Believe it or not I hear this question from job seekers and connections in my network at least once a week. I want to address the issue head on—a resume and a LinkedIn profile are not interchangeable. One isn’t designed to replace the other in a job search; on the contrary, they’re meant to complement each other.
A recruiter may find you on LinkedIn and then like what they see—and then request your resume. On the other hand, you may send an employer your resume for consideration, and the first thing they’re going to do is look up your LinkedIn profile to research you further. According to JobVite’s 2015 Recruiter Nation survey 87% of recruiters are using LinkedIn as part of their recruiting process.
RESUMES ARE YOUR JOB SEARCH CURRENCY
Resumes are the currency of the job market. Ultimately, the resume is how candidates are screened and compared, and the document is used to decide whether to investigate a person’s candidacy further. A resume should be tailored to a specific position, industry, and company culture. It should show you’re a great fit and how you can specifically meet the needs of the organization and resolve their biggest pain points.
LINKEDIN PROFILES ARE YOUR CAREER STORY
Your LinkedIn profile is a wonderful opportunity to open the door to your career story. It’s an opportunity that, as a job seeker, you need to capitalize on. 67%+ of job seekers are searching on Facebook but only 55% of recruiters are there as opposed to 87% on LinkedIn. It’s a huge disconnect in the job market. Recruiters are going to look you up on LinkedIn if they like what they see on your resume and if you’re using social media in your job search you want to be where the employers are searching. Employers want additional information and more insight into who you are and how you might be able to fit into their organization and meet the needs of the position they’re trying to fill.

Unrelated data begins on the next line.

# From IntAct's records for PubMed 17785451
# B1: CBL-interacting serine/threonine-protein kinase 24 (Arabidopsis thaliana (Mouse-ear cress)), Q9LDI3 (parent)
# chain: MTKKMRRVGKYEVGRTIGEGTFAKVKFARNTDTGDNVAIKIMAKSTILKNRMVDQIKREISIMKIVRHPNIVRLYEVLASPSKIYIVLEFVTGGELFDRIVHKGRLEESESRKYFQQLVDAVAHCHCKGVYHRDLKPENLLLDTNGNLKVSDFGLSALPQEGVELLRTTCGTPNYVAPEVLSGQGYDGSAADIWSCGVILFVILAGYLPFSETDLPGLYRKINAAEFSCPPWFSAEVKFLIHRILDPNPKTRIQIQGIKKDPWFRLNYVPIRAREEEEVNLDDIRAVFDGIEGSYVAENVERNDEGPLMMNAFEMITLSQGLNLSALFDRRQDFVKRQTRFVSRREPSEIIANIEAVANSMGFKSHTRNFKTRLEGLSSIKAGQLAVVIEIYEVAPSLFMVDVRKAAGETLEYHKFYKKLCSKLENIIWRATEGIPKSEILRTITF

88% of recruiters in the JobVite survey reported culture fit was VERY important and LinkedIn is where they’re going to determine that fit. Your LinkedIn profile does not have to be as specifically targeted to a particular role, and it gives you much more space and word count to share about who you are, why you do what you do, why you’re so good at it. And also to make a personal connection with your audience—ideally your target audience! You’re writing to your specific audience when you’re creating a LinkedIn profile; you’re not selling your skills and expertise to every company on the street. No, you know the type of position you want and the types of companies you want to work for—and the great part about the LinkedIn profile is that you can even include some glimpses into your personality and quirks that will resonate with that very same audience.
A resume doesn’t provide this type of opportunity for connection or space to elaborate on all these great aspects of your career history and personal brand. Capitalize on the opportunity to provide them with more information about you, why you love what you do—and what makes you unique.
RESIST THE TRAP
I encourage you to resist the notion that the resume replaces the LinkedIn profile or the LinkedIn profile replaces the resume. Instead, see them as complements to each other and an even greater opportunity to reach the employers and recruiters that you want to connect with and show them how you’re a perfect culture fit. It’s the best way to make the most of the time and attention the recruiter is investing into getting to know you better. You can absolutely direct the information they’re reading about you—and you can put your best foot forward.